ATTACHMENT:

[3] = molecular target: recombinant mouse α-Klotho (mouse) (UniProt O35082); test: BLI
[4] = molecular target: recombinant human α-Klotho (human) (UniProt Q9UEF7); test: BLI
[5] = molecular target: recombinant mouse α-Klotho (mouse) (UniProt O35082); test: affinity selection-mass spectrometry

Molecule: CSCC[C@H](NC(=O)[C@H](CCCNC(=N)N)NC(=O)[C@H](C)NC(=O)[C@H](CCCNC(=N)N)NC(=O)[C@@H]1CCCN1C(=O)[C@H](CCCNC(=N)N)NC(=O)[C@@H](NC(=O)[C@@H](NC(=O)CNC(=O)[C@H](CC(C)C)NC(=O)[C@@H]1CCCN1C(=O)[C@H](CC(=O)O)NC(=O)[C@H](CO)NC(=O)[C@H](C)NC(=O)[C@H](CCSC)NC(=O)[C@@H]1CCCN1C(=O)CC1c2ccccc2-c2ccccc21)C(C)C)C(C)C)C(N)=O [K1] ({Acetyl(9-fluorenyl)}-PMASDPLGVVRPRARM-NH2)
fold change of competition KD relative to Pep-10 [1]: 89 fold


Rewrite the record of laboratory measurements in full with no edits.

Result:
[3] = molecular target: recombinant mouse α-Klotho (mouse) (UniProt O35082); test: BLI
[4] = molecular target: recombinant human α-Klotho (human) (UniProt Q9UEF7); test: BLI
[5] = molecular target: recombinant mouse α-Klotho (mouse) (UniProt O35082); test: affinity selection-mass spectrometry

Molecule: CSCC[C@H](NC(=O)[C@H](CCCNC(=N)N)NC(=O)[C@H](C)NC(=O)[C@H](CCCNC(=N)N)NC(=O)[C@@H]1CCCN1C(=O)[C@H](CCCNC(=N)N)NC(=O)[C@@H](NC(=O)[C@@H](NC(=O)CNC(=O)[C@H](CC(C)C)NC(=O)[C@@H]1CCCN1C(=O)[C@H](CC(=O)O)NC(=O)[C@H](CO)NC(=O)[C@H](C)NC(=O)[C@H](CCSC)NC(=O)[C@@H]1CCCN1C(=O)CC1c2ccccc2-c2ccccc21)C(C)C)C(C)C)C(N)=O [K1] ({Acetyl(9-fluorenyl)}-PMASDPLGVVRPRARM-NH2)
fold change of competition KD relative to Pep-10 [1]: 89 fold